Artist Frederick Hayes Sheds Light on the Human Condition in New Exhibit

The Editors

 

Cindy Rucker Gallery is currently presenting new works by Brooklyn-based artist Frederick Hayes.

 

In this exhibition, “Local Heads,” Hayes continues to explore the representation of the self and the urban landscape through abstraction, likeness, and difference.

 

Using different media, Hayes sheds light on the human condition as it relates to working-class African Americans, as well as larger communities of men and women. Raised in the South as part of a family that watched the 6-o’clock news, read Ebony and Jet, as well as the local newspapers, Hayes developed a strong interest in picture-making—the basic ideas of looking, recording, and interpreting—and portraiture early on.

 

Through painting and drawing, Hayes creates ad hoc communities where the good and the bad, the heroes and the villains coexist; much like in reality, his characters possess diverse personalities, habits, and ways of seeing the world. His sculptural practice, on the other hand, is steered by a more open exploration of abstraction, where the verticality and geometry of the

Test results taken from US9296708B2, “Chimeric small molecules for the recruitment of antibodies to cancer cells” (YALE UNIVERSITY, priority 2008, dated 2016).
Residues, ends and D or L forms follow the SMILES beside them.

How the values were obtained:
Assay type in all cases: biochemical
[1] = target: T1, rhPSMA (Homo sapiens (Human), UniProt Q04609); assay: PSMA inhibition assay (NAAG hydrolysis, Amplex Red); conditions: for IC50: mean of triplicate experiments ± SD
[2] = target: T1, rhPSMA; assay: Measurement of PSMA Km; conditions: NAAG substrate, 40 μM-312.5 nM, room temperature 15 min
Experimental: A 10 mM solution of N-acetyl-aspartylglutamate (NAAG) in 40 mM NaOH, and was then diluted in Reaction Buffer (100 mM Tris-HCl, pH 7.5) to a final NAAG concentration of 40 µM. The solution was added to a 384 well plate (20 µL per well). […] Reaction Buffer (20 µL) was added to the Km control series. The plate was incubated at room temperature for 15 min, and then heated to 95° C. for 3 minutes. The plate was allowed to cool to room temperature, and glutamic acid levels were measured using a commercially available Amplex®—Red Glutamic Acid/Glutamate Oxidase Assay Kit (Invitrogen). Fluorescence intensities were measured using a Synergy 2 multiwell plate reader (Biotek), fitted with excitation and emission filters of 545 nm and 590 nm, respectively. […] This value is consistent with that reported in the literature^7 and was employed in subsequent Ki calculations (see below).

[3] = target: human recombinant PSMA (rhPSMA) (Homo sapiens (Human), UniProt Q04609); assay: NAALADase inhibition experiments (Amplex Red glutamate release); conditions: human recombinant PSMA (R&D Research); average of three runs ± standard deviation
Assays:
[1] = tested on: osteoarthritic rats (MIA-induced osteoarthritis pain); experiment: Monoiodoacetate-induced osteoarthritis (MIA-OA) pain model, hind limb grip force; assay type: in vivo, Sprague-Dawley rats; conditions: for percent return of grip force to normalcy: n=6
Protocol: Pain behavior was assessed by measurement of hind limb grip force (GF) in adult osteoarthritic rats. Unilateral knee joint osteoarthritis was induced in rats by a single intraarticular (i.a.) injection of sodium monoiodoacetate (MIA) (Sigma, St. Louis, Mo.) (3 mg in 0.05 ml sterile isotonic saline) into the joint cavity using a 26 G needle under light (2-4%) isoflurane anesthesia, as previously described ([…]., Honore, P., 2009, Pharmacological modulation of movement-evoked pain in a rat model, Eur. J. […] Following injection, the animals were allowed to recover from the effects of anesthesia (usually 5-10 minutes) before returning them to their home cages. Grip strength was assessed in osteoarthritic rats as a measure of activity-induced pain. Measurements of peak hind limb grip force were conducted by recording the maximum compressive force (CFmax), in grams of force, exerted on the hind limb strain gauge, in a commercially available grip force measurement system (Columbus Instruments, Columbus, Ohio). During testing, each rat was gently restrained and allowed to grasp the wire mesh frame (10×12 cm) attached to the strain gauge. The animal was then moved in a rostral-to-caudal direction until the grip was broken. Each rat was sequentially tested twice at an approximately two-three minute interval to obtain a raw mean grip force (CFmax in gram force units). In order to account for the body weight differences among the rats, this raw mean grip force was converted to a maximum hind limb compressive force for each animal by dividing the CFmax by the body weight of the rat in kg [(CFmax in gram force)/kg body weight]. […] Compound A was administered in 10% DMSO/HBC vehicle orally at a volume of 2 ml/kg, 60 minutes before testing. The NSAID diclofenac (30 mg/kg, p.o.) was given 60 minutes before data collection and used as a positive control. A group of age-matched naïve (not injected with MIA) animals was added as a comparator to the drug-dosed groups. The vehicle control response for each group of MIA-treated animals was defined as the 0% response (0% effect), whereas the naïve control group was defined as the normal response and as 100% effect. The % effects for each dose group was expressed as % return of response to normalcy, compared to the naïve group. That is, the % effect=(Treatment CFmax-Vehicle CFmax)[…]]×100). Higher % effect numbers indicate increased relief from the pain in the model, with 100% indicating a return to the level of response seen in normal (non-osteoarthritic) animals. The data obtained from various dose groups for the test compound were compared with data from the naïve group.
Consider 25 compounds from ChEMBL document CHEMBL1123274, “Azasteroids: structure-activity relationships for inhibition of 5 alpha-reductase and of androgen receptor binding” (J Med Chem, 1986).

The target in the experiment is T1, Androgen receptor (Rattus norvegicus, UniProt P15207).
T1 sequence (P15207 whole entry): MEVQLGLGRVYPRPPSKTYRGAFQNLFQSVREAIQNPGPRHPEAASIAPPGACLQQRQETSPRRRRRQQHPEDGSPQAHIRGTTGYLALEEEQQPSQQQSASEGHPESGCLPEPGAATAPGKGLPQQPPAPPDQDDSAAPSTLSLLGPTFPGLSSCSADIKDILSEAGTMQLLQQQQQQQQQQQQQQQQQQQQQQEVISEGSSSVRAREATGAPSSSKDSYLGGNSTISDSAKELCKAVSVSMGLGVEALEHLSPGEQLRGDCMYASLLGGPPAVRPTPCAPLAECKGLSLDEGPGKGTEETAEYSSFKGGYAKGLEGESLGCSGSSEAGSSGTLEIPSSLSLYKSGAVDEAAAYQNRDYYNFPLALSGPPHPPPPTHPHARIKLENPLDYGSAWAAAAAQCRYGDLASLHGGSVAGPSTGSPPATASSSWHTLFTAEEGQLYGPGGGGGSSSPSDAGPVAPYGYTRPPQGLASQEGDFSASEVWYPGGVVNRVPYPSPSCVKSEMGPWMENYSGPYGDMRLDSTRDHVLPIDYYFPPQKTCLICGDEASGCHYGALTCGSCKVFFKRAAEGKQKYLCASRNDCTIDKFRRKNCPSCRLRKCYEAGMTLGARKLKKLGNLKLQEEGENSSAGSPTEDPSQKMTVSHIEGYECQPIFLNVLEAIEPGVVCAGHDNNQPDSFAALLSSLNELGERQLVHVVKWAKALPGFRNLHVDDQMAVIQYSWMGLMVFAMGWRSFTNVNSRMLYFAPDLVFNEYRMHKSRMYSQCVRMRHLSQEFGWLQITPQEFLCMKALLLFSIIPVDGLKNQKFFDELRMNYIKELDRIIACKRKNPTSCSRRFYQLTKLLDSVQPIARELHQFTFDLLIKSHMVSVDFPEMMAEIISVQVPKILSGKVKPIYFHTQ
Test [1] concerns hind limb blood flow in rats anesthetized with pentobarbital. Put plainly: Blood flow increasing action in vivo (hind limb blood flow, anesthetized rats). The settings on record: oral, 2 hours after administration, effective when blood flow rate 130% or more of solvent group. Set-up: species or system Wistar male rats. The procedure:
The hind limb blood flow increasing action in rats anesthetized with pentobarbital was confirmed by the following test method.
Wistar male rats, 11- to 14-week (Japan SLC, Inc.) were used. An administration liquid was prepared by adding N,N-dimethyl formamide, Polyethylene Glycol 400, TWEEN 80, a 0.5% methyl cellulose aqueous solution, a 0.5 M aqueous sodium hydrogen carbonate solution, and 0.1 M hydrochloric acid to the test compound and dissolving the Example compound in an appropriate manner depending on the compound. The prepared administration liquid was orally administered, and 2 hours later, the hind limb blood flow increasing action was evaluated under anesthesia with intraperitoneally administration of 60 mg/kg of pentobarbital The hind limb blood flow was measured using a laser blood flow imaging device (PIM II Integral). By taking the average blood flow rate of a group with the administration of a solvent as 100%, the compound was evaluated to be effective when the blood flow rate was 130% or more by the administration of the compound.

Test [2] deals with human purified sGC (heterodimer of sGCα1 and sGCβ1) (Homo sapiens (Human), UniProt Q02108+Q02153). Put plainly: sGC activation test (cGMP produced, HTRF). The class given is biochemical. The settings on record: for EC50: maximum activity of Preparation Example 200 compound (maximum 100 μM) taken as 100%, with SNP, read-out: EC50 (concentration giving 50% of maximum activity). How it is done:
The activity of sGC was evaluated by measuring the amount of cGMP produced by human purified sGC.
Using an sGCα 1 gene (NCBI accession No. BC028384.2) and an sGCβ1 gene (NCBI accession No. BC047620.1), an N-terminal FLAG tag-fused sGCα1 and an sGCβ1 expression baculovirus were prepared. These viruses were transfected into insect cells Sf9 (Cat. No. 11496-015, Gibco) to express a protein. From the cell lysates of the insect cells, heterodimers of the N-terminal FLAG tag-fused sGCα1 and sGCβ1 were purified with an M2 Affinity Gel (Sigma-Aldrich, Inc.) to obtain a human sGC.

landscape marries the detritus of the city, the direct result of his wanderings through different neighborhoods.

 

“Because no one really knows thyself,” the artist writes, images of the self “constantly morph from one image to the next, providing a glimpse before reshaping into something else.” “As a child we learn to present ourselves the way we want people to see us, but not always how we really are,” he states, suggesting that self is bound to be an ongoing, life-long process.

 

Hayes was born in Atlanta lives and works in Brooklyn, New York. He has exhibited at Hallwalls Contemporary Arts Center in Buffalo, the Kingston Sculpture Biennial in Kingston, NY., Patricia Sweetow Gallery, and Number 35, among other venues. Hayes’s work is held by SFMoMA, the Addison Gallery of American Art, the New Museum, and the Studio Museum in Harlem. Hayes has received the Richard R. Diebenkorn Teaching Fellowship at the San Francisco Art Institute, the Pollock-Krasner Foundation Grant, and the Eureka Fellowship.

 

 

 

 

 

 

The exhibit is on view through April 5, 2020.

 

Cindy Rucker gallery is located at 141 Attorney Street between Stanton and Rivington in New York City.  Gallery hours are Wednesday through Sunday, 11 am - 6 pm and by appointment. For more information about this and other exhibitions, please visit us online at www.cindyruckergallery.com.

 

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